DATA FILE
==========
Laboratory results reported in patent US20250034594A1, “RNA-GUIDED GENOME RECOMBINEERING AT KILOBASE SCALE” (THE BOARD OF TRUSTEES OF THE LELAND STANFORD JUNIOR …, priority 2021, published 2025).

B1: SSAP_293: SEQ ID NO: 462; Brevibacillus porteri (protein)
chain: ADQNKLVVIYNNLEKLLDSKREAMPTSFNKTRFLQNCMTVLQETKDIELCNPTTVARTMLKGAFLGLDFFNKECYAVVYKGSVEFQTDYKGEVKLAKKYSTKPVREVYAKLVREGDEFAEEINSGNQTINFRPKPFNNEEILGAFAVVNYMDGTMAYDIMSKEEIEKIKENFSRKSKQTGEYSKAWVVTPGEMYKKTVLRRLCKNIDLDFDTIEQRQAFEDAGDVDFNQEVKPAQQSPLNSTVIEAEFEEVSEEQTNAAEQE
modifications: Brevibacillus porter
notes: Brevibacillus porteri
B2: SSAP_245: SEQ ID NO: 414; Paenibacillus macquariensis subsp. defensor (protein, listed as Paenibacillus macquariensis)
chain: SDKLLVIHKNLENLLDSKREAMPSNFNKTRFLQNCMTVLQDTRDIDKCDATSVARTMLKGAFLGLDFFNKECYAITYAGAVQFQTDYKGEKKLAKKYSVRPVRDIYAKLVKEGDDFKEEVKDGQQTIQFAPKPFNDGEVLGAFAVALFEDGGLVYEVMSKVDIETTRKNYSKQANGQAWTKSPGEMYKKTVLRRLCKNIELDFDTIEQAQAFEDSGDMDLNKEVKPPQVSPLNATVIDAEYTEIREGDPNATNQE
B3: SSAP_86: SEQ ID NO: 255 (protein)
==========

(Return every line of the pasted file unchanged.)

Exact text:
Laboratory results reported in patent US20250034594A1, “RNA-GUIDED GENOME RECOMBINEERING AT KILOBASE SCALE” (THE BOARD OF TRUSTEES OF THE LELAND STANFORD JUNIOR …, priority 2021, published 2025).

B1: SSAP_293: SEQ ID NO: 462; Brevibacillus porteri (protein)
chain: ADQNKLVVIYNNLEKLLDSKREAMPTSFNKTRFLQNCMTVLQETKDIELCNPTTVARTMLKGAFLGLDFFNKECYAVVYKGSVEFQTDYKGEVKLAKKYSTKPVREVYAKLVREGDEFAEEINSGNQTINFRPKPFNNEEILGAFAVVNYMDGTMAYDIMSKEEIEKIKENFSRKSKQTGEYSKAWVVTPGEMYKKTVLRRLCKNIDLDFDTIEQRQAFEDAGDVDFNQEVKPAQQSPLNSTVIEAEFEEVSEEQTNAAEQE
modifications: Brevibacillus porter
notes: Brevibacillus porteri
B2: SSAP_245: SEQ ID NO: 414; Paenibacillus macquariensis subsp. defensor (protein, listed as Paenibacillus macquariensis)
chain: SDKLLVIHKNLENLLDSKREAMPSNFNKTRFLQNCMTVLQDTRDIDKCDATSVARTMLKGAFLGLDFFNKECYAITYAGAVQFQTDYKGEKKLAKKYSVRPVRDIYAKLVKEGDDFKEEVKDGQQTIQFAPKPFNDGEVLGAFAVALFEDGGLVYEVMSKVDIETTRKNYSKQANGQAWTKSPGEMYKKTVLRRLCKNIELDFDTIEQAQAFEDSGDMDLNKEVKPPQVSPLNATVIDAEYTEIREGDPNATNQE
B3: SSAP_86: SEQ ID NO: 255 (protein)